Sociedad Quimica y Minera (NYSE:SQM) and Albemarle (NYSE:ALB) both saw huge stock advances in 2016 and 2017 -- and they both fell back down to Earth in 2018 and 2019, and have been on the same trajectory so far in 2020. This roller coaster ride, which has seen both fall by more than 50% from their late-2017 peaks, is all about Wall Street's attitude toward lithium, a key industrial metal used in batteries. The thing is, these two companies are, indeed, similar in many ways, but there are some key differences. And the differences might lead you to pick one over the other.

The lithium story

Both Sociedad Quimica y Minera (SQM from here on out) and Albemarle are key providers of lithium to companies around the world. The metal is used to make the batteries that are put into electric vehicles and energy storage for renewable power. In 2016 and 2017 investors were big on the electrification-of-transportation story, and bid lithium prices higher. The stocks of these two companies, as you might expect, went along for the ride. But with lithium prices skyrocketing, lithium producers started to ramp up production. Eventually, supply outstripped demand, and lithium prices cratered. Wall Street moved on to a new hot story, and the shares of both SQM and Albemarle tanked. 

An electric vehicle charging at a charging station

Image source: Getty Images

But the lithium story is far from over. The world continues to move toward electrification, with transportation expected to see a material shift away from more traditional carbon fuels in an effort to reduce greenhouse gas emissions. In fact, every major automaker has big electric vehicle plans. Building a car is a complex undertaking, and it costs a huge amount of money to start using different technology. But electrification isn't something that's going away. Albemarle, for example, expects global lithium demand to increase at a compound annual rate of 24% between 2019 and 2025, largely driven by demand from electric vehicles, which it believes will increase at an annualized rate of 38%. Both SQM and Albemarle should benefit from this trend. 

Lithium prices, meanwhile, have been low, which has had a negative impact on investor sentiment and revenue at these producers. However, low lithium prices have also led to a pullback in capital spending in the industry. That, in turn, will help to get supply and demand back into balance. The downturn has been painful for both SQM and Albemarle, but the future could be much brighter. Either one of these big lithium players would get you exposure to the metal, and allow you to play the expected long-term demand that's projected in the auto space.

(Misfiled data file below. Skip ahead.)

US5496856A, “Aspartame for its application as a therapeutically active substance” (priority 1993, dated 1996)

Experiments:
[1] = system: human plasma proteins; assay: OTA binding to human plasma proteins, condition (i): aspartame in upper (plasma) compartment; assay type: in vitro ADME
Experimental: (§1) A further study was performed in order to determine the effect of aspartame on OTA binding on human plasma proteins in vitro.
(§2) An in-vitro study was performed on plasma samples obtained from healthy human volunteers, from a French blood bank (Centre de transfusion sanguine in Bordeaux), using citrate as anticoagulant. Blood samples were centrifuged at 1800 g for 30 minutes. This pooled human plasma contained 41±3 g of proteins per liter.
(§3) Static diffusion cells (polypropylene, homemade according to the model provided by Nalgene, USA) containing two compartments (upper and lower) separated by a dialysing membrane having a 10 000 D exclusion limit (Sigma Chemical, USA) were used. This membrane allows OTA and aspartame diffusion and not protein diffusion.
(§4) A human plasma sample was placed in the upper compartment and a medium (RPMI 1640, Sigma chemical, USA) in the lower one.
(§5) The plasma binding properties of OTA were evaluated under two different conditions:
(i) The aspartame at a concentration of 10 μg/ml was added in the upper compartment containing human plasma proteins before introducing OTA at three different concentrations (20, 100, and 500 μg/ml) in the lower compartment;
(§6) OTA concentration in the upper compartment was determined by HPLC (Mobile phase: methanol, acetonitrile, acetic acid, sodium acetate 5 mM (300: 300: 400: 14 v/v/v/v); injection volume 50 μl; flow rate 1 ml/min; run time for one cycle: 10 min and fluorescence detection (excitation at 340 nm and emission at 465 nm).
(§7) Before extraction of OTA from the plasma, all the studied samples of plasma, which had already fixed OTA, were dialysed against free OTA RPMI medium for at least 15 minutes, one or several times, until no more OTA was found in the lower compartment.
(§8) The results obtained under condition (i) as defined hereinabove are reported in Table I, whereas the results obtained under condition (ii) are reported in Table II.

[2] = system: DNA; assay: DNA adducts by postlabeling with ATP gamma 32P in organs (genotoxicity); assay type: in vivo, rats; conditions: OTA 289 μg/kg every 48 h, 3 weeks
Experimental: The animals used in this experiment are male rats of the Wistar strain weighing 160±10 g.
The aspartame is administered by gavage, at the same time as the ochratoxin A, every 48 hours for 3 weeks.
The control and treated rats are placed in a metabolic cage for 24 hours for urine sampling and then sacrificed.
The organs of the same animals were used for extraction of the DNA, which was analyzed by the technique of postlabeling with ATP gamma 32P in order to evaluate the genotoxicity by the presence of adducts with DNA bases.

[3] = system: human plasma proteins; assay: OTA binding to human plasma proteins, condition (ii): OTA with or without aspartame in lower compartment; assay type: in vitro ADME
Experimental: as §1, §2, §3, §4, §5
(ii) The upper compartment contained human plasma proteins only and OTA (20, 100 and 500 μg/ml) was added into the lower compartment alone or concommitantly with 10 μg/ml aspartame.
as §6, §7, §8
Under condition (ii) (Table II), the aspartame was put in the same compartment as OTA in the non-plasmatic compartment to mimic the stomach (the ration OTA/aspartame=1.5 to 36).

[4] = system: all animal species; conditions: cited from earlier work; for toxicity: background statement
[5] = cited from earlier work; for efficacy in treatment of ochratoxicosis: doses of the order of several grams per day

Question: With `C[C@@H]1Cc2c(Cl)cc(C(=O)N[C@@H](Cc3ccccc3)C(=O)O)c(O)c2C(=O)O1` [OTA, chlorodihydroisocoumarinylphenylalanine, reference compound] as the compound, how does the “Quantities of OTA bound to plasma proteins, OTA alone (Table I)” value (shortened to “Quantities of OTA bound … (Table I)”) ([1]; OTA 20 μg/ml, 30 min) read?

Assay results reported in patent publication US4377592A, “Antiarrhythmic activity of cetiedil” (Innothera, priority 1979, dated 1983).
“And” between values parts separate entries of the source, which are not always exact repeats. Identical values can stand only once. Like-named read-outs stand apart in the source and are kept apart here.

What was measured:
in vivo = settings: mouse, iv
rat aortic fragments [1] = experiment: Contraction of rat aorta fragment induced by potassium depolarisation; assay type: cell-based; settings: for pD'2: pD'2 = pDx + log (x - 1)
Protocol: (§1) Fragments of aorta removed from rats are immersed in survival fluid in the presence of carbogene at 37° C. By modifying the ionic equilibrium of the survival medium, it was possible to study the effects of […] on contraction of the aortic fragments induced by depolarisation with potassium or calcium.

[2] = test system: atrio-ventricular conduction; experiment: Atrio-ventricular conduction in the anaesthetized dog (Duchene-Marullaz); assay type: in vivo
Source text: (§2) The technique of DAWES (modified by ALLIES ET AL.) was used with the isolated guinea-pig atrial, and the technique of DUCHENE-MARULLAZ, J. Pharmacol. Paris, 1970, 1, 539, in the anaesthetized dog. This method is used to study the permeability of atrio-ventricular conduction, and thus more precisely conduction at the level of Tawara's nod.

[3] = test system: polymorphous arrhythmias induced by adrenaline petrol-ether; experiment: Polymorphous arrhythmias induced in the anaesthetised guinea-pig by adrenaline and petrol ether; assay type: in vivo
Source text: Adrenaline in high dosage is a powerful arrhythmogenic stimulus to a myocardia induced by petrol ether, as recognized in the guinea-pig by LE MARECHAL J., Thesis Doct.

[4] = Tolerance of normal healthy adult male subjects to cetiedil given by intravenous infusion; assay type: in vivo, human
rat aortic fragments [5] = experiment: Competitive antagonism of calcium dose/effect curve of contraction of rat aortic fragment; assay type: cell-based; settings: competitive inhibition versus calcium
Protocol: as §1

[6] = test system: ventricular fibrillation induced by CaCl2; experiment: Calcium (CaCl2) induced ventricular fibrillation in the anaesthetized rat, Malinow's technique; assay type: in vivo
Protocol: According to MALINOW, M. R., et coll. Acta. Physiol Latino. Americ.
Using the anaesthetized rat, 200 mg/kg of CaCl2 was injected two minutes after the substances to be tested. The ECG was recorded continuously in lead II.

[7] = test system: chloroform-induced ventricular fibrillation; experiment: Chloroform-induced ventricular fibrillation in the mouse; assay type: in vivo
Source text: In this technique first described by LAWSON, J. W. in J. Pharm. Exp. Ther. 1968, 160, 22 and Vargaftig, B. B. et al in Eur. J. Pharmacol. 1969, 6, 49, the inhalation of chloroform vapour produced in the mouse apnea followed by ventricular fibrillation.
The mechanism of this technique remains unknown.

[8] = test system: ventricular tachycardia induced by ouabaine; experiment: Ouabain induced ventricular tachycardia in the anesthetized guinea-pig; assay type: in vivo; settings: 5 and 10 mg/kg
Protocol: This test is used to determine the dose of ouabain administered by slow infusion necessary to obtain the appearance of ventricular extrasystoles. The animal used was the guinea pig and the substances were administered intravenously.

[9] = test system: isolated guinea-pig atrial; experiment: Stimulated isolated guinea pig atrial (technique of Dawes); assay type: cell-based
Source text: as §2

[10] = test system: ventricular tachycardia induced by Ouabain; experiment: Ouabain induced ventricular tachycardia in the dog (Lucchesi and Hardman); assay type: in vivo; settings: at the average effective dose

Similar but different

Before going too much further, it's important to note that neither of these companies is a pure play on lithium. Albemarle, for example, gets around 60% of its adjusted EBITDA from its bromines and catalyst businesses. SQM gets roughly the same amount of its gross profits from its plant nutrition, iodine, potassium, and industrial chemicals operations. There are nuances here, since the other businesses are different, but the big story is that the diversification in each case helps to balance out risk. 

Where SQM and Albemarle diverge materially is in the way they go about selling lithium. SQM tends to sell more on the spot market. In other words, it is basically taking whatever the price is at the current moment. Downturns will hit its top and bottom lines more quickly. Albmearle, meanwhile, tends to make use of longer-term contracts to lock in pricing. That helps to smooth out the ups and downs, with lower lithium prices starting to hit earnings only as contracts roll-off. Both are feeling the hit from lithium price declines today, but SQM felt it more quickly. 

SQM Revenue (Quarterly) Chart

SQM Revenue (Quarterly) data by YCharts

However, there's another side to this story. As long-term contracts roll off and Albemarle signs new contracts with lower prices, it is locking in those prices for an extended period of time. Assuming that lithium prices eventually start to move higher again in a meaningful fashion, Albemarle will have to wait for its contracts to roll off again before it can benefit. SQM, which is selling more lithium at whatever the market price happens to be, will get the upside benefit more quickly. 

There are other nuances that differentiate SQM and Albemarle, but for investors interested in the lithium story, this is one of the biggest issues to think about.

Degrees of risk

There's a clear reason to believe that lithium demand, and prices, will move higher in the future. The electrification of transportation is still a big trend, even if Wall Street has moved on to different "hot investment" stories. Both SQM and Albemarle will benefit, especially since low lithium prices are leading to the investment pullbacks that are likely to get supply and demand into a better balance -- which should help support the longer-term pricing dynamics of the industrial metal. The call between these two really comes down to how an investor wants to play the space. 

SQM is like rolling the dice on prices -- you get whatever the market is offering. If you're a risk taker and think a lithium upturn is imminent, that could be a good call for you. With Albemarle you are hedging your bets; when an upturn takes shape, you'll lag behind it and might not participate in the full advance. But when commodity prices get volatile, its contracts help smooth out the ride. It's a better option for more conservative investors looking to get aboard the electrification trend. Most, but not all, would probably prefer Albemarle's approach.